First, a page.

f. Do not go crazy obsessing about the details. Make sure that you have enough adjustment built into the design then build it & go testing, then test some more. Do not be afraid to make changes. PAY ATTENTION TO TIRE TEMPS every single session the track, record everything you can think of.

enough Happy Time. Build it & go racing.

Thanks ... Jay Novak


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PostPosted: Wed Apr 25, 2018 6:24 am 
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Lowering the outer pivot is the easiest way to have some dynamic camber gain and keep the Roll center . You still have to move the rack or the tie rod joint to reduce bump steer. Just worry about the bump at suspension slightly compressed , (The turn in angle).
The most important areas of concern IMHO, designing the A arms/balljoints, so that you have at least 1.5 degrees dynamic camber mid turn on your most important corner / surface.
Take pictures of your car working . Take tire temps .
Be carefull adding castor, watch the bumpsteer.

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Mike Ogren/Protech Racing, http://www.FWDracingguide.com http://www.ogren-engineering.com/ 352.428-8983 mogren@tampabay.rr.com


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PostPosted: Wed Apr 25, 2018 9:10 pm 
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Location: Portland, OR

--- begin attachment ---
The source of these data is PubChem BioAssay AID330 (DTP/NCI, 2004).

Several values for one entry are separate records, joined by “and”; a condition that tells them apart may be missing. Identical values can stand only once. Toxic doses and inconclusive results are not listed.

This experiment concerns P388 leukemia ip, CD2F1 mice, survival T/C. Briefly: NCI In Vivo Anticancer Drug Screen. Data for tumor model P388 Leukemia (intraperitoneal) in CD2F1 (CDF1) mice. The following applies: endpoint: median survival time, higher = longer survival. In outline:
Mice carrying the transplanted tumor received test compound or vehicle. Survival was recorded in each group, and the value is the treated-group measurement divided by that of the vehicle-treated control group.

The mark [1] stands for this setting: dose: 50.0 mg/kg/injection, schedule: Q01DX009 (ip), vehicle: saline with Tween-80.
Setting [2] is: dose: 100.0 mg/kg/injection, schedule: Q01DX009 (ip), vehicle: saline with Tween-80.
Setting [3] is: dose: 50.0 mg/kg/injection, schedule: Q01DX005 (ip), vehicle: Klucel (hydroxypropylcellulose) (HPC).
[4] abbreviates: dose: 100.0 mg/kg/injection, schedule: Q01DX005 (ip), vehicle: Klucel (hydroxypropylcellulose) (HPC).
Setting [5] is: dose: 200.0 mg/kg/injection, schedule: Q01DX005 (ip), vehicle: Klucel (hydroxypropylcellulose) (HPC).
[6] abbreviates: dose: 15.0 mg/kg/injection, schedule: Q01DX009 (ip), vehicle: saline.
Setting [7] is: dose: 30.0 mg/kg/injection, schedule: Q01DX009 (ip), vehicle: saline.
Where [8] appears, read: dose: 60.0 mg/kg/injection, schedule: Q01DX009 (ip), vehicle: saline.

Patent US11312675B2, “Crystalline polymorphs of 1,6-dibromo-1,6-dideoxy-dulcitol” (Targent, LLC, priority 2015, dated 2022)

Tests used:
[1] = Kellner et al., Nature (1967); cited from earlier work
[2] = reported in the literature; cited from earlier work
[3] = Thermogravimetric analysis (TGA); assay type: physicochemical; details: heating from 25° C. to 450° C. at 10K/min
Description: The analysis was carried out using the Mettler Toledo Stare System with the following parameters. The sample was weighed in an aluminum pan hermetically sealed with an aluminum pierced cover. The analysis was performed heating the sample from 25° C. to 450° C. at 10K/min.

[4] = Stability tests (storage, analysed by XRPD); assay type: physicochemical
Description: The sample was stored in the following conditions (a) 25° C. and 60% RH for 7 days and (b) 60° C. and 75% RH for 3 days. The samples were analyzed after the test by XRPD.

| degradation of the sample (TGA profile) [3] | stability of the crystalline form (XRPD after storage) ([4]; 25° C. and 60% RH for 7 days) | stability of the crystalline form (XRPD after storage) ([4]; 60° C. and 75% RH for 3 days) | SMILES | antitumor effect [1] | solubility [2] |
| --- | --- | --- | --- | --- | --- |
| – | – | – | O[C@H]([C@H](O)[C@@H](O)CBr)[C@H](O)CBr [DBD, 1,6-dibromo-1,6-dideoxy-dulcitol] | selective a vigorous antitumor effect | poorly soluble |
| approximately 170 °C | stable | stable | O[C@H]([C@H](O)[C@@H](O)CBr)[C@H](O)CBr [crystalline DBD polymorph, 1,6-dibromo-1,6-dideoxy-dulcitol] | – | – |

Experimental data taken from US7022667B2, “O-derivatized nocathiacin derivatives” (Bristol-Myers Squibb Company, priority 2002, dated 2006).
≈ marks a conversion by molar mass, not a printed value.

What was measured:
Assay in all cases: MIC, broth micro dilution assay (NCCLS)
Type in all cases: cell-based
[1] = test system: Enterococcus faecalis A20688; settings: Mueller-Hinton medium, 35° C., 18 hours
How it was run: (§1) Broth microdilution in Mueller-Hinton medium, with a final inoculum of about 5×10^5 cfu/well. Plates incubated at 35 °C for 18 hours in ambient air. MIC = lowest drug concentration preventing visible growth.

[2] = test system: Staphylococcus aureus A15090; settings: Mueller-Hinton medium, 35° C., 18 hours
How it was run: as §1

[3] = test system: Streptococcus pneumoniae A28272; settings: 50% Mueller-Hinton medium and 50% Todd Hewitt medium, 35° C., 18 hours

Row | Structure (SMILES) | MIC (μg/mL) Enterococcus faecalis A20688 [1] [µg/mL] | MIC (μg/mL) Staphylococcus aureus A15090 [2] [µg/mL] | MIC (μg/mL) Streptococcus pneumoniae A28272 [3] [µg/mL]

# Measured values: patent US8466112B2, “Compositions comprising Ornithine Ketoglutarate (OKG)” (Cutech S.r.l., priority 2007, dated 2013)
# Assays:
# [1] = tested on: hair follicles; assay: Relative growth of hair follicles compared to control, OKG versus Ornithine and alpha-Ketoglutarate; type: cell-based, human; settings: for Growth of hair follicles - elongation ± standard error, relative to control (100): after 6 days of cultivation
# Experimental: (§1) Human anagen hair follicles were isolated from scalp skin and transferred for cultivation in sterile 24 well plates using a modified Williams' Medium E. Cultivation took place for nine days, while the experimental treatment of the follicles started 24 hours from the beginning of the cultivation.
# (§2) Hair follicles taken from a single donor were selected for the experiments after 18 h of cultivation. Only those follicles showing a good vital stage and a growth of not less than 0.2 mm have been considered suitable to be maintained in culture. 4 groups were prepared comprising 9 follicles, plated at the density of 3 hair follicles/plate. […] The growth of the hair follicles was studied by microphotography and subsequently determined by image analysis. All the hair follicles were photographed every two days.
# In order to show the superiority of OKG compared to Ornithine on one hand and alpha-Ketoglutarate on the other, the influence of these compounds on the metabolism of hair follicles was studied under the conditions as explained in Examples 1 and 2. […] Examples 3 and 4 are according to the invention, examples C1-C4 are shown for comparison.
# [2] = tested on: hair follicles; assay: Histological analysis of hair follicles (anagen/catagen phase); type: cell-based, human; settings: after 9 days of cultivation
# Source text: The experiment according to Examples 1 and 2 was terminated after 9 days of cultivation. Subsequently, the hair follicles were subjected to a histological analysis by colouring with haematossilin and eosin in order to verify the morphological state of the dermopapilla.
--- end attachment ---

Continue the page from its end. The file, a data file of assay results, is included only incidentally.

Quote:
I have a few comments on this issue.

1. The term roll center is a misnomer in that the vehicle does not necessarily roll about a geometric position that is defined by the geometry of the suspension.

2. The commonly accepted geometric roll center as defined by the control arm geometry is a very reasonable way to estimate the weight transfer characteristics of the suspension in question. Is it extremely accurate? I think that it is very reasonable approximation. I have experience, through extensive laboratory forced based measurements and additional track testing, that really indicated that it is a very good approximation of weight transfer through the suspension points. Forced based measurements that I have conducted have always indicated that the "force based roll center" is ALWAYS higher than the "geometric based roll center"
]


1. Roll center is an form of instant center. It’s only good for that instance. As soon as the vehicle rolls there is a new roll center. So, no, it doesn’t roll around the roll center for all of the roll angle.

2. The geometric roll center isn’t inaccurate, it is just effected by the compliance’s of all the chassis and suspension parts. This is why the force based measurements vary. Force based measurements will vary as well depending on how the forces and boundary conditions are applied. Force based roll centers can be lower than geometric. Hotchkiss suspensions (without panhard) and possibly the twist beam suspensions can have force based roll centers at the axle level as the axle is the only thing that truly transfers lateral force across the car without roll.